• Jul 1
  • New
    Newcomer - Level 1

    Behringer KM750 specifications state a voltage gain of 32dB. However, if we do the math, the published voltage gain value doesn't add up.

    The specifications states that the KM 750 delivers 200 watts into 8 ohms with an input sensitivity of 0.775 Volts.

    Output voltage formula: sqrt (power x impedance)

    Output voltage calculated: sqrt (200 x 8) = 40V

    Voltage gain (amplification factor): output voltage / input voltage = Av (amplification factor)

    Voltage gain (amplification factor) calculated: 40 V / 0.775 V = 51.62

    Voltage gain (dB) formula: 20log(Av)

    Voltage gain (dB) calculated: 20log(51.61) = 34.25 dB

    The calculated voltage gain is 2 dB higher than the specified voltage gain.

    The only scenario the specified voltage gain is 32 dB is if the input sensitivity is, in fact, 1 Volt.

    Furthermore, if we take the officially specified input sensitivity (0.775 V) and voltage gain (32 dBU) and do the math, we arrive at a different result for the output power of 119 watts, which is less than the officially specified power into 8 ohm load.

    So, the following question arises: when input sensitivity of 0.775 V is selected, the maximum input voltage required for maximum rated power is 0.775 V (0 dBU) or 1 V (+2 dBU)?

    The following scenario applies to Behringer KM 1700, also.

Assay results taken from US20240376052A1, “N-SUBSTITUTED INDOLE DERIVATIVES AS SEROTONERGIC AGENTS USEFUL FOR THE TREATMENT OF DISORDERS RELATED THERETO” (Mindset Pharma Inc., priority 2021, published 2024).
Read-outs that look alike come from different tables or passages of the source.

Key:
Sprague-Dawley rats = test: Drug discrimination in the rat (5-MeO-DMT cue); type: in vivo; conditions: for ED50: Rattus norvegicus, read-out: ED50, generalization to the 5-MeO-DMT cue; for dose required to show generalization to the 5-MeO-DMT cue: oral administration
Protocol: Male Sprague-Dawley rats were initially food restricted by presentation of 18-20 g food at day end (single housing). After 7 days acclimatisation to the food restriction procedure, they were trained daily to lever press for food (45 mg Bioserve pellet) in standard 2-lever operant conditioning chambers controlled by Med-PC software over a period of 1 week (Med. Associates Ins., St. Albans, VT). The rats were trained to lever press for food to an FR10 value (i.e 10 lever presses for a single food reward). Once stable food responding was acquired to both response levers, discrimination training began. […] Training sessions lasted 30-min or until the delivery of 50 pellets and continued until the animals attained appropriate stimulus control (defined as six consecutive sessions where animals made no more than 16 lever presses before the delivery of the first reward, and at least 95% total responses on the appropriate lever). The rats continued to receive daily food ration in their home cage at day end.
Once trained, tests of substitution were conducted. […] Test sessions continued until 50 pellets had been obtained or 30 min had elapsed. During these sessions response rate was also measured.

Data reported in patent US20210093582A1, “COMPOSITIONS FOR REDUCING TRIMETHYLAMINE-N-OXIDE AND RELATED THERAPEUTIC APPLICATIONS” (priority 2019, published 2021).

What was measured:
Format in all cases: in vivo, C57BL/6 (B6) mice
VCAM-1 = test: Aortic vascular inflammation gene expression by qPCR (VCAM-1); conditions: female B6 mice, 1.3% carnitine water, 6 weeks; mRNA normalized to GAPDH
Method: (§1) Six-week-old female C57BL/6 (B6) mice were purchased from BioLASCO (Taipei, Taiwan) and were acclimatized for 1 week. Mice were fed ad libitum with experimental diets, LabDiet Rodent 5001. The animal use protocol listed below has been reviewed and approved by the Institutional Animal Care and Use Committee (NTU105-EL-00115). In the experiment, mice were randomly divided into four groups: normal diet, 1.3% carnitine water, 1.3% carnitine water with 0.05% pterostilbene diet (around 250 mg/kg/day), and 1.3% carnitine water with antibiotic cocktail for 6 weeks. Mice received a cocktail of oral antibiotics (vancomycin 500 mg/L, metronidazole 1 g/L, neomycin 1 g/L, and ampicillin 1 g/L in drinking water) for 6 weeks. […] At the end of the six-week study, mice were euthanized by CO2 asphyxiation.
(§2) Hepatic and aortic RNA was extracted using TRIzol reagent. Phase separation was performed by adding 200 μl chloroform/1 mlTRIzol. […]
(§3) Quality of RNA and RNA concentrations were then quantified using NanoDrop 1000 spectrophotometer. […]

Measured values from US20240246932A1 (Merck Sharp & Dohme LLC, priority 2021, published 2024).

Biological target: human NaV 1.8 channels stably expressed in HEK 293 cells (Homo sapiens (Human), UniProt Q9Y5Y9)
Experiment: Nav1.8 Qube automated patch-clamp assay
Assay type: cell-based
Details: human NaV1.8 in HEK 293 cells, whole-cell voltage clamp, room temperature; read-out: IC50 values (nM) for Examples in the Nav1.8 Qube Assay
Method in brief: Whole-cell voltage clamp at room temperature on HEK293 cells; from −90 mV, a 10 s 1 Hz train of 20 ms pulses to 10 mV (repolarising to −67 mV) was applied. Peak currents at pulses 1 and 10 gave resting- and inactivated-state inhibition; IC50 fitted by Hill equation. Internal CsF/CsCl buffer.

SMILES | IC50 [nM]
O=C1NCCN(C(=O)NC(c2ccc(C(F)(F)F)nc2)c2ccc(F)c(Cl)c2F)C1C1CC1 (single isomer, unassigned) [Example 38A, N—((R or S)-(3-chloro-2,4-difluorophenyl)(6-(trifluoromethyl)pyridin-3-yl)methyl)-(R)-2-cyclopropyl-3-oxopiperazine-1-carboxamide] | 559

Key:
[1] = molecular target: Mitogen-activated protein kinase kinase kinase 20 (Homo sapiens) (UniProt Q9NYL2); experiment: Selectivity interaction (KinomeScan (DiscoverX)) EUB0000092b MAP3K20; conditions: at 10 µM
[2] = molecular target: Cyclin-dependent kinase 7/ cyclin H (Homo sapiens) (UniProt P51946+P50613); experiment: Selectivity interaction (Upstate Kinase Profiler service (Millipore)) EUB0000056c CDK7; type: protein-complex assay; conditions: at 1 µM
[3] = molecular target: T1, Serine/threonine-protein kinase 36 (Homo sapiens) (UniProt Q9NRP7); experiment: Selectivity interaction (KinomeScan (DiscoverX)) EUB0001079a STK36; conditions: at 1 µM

On 29.06.2022, MusicTribe Customer Solutions Specialist Mr Kyle Johnson replied to my support ticket,  and his answer is as follows: "The 200W is the peak power not the RMS, the calculation should based on the RMS 130W for KM750 and 310W for KM1700. Also, the peak power is actually about 210W."

    This is important information and should definitely be included in the product's user manual.

    Starting from this, suppose we now have a peak power of 210W into 8 ohm load.

    Calculate the peak voltage: SQRT(210*8)=40.987 Vpeak

    Calculate the RMS voltage: 40.987*0.707=28.977 Vrms

    Calculate power (RMS): SQR(28.977)/8=104.95 W

    Calculate amplification factor (X) for 0.775 input sensitivity: 28.977/0.775=37.389

    Calculate dB voltage gain: 20*LOG(37.389)=31.454 dB 

    As you can see, the statement about 130 W RMS doesn't hold up.

    Amplifier power is calculated, not measured.

    A Voltmeter measures voltage in volts. An Ammeter measures current in amperes. An Ohmmeter measures resistance in ohms. Any two of these measurements will allow calculation of amplifier power (in watts).